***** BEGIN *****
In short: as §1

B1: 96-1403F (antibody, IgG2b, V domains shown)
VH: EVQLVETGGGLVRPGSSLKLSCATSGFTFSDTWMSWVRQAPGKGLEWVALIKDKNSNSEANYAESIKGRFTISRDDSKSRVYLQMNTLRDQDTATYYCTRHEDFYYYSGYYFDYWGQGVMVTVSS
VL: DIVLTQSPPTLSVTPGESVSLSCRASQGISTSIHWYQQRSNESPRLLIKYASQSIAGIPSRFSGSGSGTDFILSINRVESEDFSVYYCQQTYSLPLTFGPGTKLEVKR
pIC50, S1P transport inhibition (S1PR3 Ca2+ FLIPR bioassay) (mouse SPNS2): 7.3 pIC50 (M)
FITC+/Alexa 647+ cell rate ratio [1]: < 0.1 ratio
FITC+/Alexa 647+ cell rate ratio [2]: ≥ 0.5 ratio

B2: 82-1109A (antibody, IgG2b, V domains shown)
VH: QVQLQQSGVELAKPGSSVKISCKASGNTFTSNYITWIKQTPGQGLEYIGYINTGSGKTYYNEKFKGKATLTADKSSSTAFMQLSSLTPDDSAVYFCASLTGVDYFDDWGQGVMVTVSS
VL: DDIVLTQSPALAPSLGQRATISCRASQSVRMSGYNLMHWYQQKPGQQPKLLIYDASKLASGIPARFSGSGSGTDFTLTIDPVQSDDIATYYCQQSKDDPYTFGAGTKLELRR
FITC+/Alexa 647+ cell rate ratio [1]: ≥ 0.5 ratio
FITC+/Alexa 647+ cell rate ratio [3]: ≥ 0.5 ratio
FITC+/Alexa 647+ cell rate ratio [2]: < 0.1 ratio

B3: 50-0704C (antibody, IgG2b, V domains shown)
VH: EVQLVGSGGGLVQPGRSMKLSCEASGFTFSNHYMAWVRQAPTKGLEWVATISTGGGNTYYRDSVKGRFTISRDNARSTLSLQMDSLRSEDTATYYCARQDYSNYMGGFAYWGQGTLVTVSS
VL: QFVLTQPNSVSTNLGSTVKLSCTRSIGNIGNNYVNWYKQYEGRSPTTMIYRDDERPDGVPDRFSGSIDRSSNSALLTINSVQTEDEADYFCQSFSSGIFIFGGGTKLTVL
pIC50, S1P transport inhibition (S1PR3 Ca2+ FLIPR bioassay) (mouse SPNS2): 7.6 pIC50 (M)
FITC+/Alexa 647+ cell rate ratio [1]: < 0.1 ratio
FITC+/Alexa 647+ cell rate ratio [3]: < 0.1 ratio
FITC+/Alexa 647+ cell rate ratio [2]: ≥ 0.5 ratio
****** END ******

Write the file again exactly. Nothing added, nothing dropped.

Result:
In short: as §1

B1: 96-1403F (antibody, IgG2b, V domains shown)
VH: EVQLVETGGGLVRPGSSLKLSCATSGFTFSDTWMSWVRQAPGKGLEWVALIKDKNSNSEANYAESIKGRFTISRDDSKSRVYLQMNTLRDQDTATYYCTRHEDFYYYSGYYFDYWGQGVMVTVSS
VL: DIVLTQSPPTLSVTPGESVSLSCRASQGISTSIHWYQQRSNESPRLLIKYASQSIAGIPSRFSGSGSGTDFILSINRVESEDFSVYYCQQTYSLPLTFGPGTKLEVKR
pIC50, S1P transport inhibition (S1PR3 Ca2+ FLIPR bioassay) (mouse SPNS2): 7.3 pIC50 (M)
FITC+/Alexa 647+ cell rate ratio [1]: < 0.1 ratio
FITC+/Alexa 647+ cell rate ratio [2]: ≥ 0.5 ratio

B2: 82-1109A (antibody, IgG2b, V domains shown)
VH: QVQLQQSGVELAKPGSSVKISCKASGNTFTSNYITWIKQTPGQGLEYIGYINTGSGKTYYNEKFKGKATLTADKSSSTAFMQLSSLTPDDSAVYFCASLTGVDYFDDWGQGVMVTVSS
VL: DDIVLTQSPALAPSLGQRATISCRASQSVRMSGYNLMHWYQQKPGQQPKLLIYDASKLASGIPARFSGSGSGTDFTLTIDPVQSDDIATYYCQQSKDDPYTFGAGTKLELRR
FITC+/Alexa 647+ cell rate ratio [1]: ≥ 0.5 ratio
FITC+/Alexa 647+ cell rate ratio [3]: ≥ 0.5 ratio
FITC+/Alexa 647+ cell rate ratio [2]: < 0.1 ratio

B3: 50-0704C (antibody, IgG2b, V domains shown)
VH: EVQLVGSGGGLVQPGRSMKLSCEASGFTFSNHYMAWVRQAPTKGLEWVATISTGGGNTYYRDSVKGRFTISRDNARSTLSLQMDSLRSEDTATYYCARQDYSNYMGGFAYWGQGTLVTVSS
VL: QFVLTQPNSVSTNLGSTVKLSCTRSIGNIGNNYVNWYKQYEGRSPTTMIYRDDERPDGVPDRFSGSIDRSSNSALLTINSVQTEDEADYFCQSFSSGIFIFGGGTKLTVL
pIC50, S1P transport inhibition (S1PR3 Ca2+ FLIPR bioassay) (mouse SPNS2): 7.6 pIC50 (M)
FITC+/Alexa 647+ cell rate ratio [1]: < 0.1 ratio
FITC+/Alexa 647+ cell rate ratio [3]: < 0.1 ratio
FITC+/Alexa 647+ cell rate ratio [2]: ≥ 0.5 ratio